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Dow Dogs Are Busy Playing Dead

These laggards aren't likely to firm up for some time, but a few could have healthy upside.

This column was originally published on RealMoney on Oct. 24 at 11:59 a.m. EDT. It's being republished as a bonus for TheStreet.com readers.

The

Dow Jones Industrial Average

is trading at new highs this week, but not all components of the venerable index are enjoying the ride.

A hard-core group of underperformers has been applying downward pressure on the index for some time.

Let's identify these laggards and see if they'll help or hurt your portfolio in the coming months.

Leadership within the Dow rotates tremendously over time.

Huge chunks of index capital flows out of overstretched leaders on a regular basis and into underperforming components, in strategies designed to take advantage of reversion to the mean attributes.

So, theoretically at least, today's laggards could become tomorrow's big winners.

General Motors

(GM) - Get General Motors Company Report

is a perfect example of this rags-to-riches methodology.

In April, I noted that the stock was sitting at the bottom of the Dow loser list.

But just six months later, the automaker has jumped to the top of the performance pile, rewarding long-suffering investors with highly respectable gains.

Today's laggards could offer excellent opportunities for investors with strong appetites for risk.

However, the charts predict that most of these stocks will head lower in the short term.

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Take your time before exposing yourself to these issues and wait until underlying money flow signals the start of a turnaround.

Alcoa

(AA) - Get Alcoa Corporation Report

rallied to a two-year high earlier this year in a strong move driven by the parabolic rally in the industrial metals group.

The stock topped out at the same time as its peers and started a persistent decline that shows little bottoming action.

It hasn't printed any higher highs or higher lows since its May reversal.

Focus on the declining channel that's been in place since August. The first sign of recovery will come when the stock gathers enough strength to break out of this pattern. Note how channel resistance corresponds with the 50-day moving average at $28. That should be the key inflection point in upcoming weeks.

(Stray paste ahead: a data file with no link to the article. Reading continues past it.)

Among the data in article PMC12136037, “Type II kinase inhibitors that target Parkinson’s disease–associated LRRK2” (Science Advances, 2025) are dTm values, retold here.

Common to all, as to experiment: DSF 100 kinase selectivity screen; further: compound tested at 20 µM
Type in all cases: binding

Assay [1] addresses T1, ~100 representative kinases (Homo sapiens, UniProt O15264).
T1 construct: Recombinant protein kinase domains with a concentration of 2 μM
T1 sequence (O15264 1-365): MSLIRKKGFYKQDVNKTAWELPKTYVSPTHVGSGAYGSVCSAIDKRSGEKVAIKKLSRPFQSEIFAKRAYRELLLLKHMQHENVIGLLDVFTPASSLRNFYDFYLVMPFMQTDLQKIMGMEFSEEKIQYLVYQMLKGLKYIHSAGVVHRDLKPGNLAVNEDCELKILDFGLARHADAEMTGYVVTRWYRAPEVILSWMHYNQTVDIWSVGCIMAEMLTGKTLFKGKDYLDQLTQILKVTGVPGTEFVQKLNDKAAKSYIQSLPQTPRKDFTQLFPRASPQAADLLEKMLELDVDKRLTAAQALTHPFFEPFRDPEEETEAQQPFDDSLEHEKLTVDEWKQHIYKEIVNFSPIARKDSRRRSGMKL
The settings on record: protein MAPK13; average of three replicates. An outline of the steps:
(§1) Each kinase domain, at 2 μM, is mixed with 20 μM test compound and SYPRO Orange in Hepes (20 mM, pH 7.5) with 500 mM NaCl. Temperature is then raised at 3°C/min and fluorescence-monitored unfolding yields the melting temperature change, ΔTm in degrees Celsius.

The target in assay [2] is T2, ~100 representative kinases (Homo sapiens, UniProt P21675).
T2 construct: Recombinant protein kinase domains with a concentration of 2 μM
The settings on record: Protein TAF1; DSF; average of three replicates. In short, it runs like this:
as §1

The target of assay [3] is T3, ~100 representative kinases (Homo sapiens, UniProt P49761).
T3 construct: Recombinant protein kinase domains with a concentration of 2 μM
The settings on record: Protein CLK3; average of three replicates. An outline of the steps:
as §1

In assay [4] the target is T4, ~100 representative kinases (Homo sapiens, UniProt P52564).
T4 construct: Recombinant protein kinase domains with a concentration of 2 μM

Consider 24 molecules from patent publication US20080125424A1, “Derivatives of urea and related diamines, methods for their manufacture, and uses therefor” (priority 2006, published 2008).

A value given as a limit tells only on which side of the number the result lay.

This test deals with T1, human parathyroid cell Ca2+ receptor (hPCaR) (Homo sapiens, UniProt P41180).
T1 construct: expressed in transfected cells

Home Depot

(HD) - Get Home Depot, Inc. Report

has been dead money for so long, it's hard to recall the last time the company inspired either technicians or investors. A look at the long-term chart suggests that's not going to change anytime in the near future. The problem starts with the broad sideways pattern between the low $30s and mid-$40s.

The stock dropped to the bottom of its trading range in July, bounced off support and stalled out this month at intermediate resistance near $38. Underlying accumulation suggests the next move will take it back into the $40s, where it again faces major resistance. That's where longer-term players should watch for a possible entry.

Caterpillar

(CAT) - Get Caterpillar Inc. Report

sits at the bottom of the Dow performance list after last Friday's high-volume plunge. The post-earnings breakdown dropped the stock toward its 2006 low at $57. The decline also triggered a breakdown through support between $63 and $65. This predicts the start of a downtrend that will last another one to three months, at minimum.

Intense distribution triggered by the selloff will take time to wash out of the system. Note the four-year trend line in the mid-$50s. It's likely the stock will reach this key support level before beginning a sustained recovery. Potential investors should stand aside for now and wait for a bounce at that level before entering new positions.

3M

(MMM) - Get 3M Company Report

looks interesting when we back up to the monthly view. A three-year decline dropped the stock into an eight-year trend line, where it bounced strongly two months ago. Also note how the long downtrend has evolved into a massive bull flag pattern. These elements suggest the stock will continue to recover in the coming months.

This is an enormous pattern in which exact timing is difficult to visualize. My best guess is that it could break out of the decline by year's end and test its all-time high at $90 in the first half of 2007. 3M might be the perfect choice for a Dow component laggard-to-leader trade.

I was surprised to see

Citigroup

(C) - Get Citigroup Inc. Report

make the laggard list, but it makes sense when looking at relative positioning of all index components. While the financial giant has recovered off its summer lows, the stock has gone absolutely nowhere in the last two years. And the five-point bounce since July is uninspiring, to say the least.

The stock could pull back in the fourth quarter but accumulation is improving, albeit slowly. This suggests the rally might continue early next year until it hits resistance from 2000 at $60. However, we're unlikely to see a rally above that level, so the stock might be of little interest to Dow investors in coming months.

At the time of publication, Farley held none of the stocks mentioned, although holdings can change at any time.

Alan Farley is a professional trader and author of

The Master Swing Trader

. Farley also runs a Web site called HardRightEdge.com, an online resource for trading education, technical analysis and short-term investment strategies. Under no circumstances does the information in this column represent a recommendation to buy or sell stocks. Farley appreciates your feedback;

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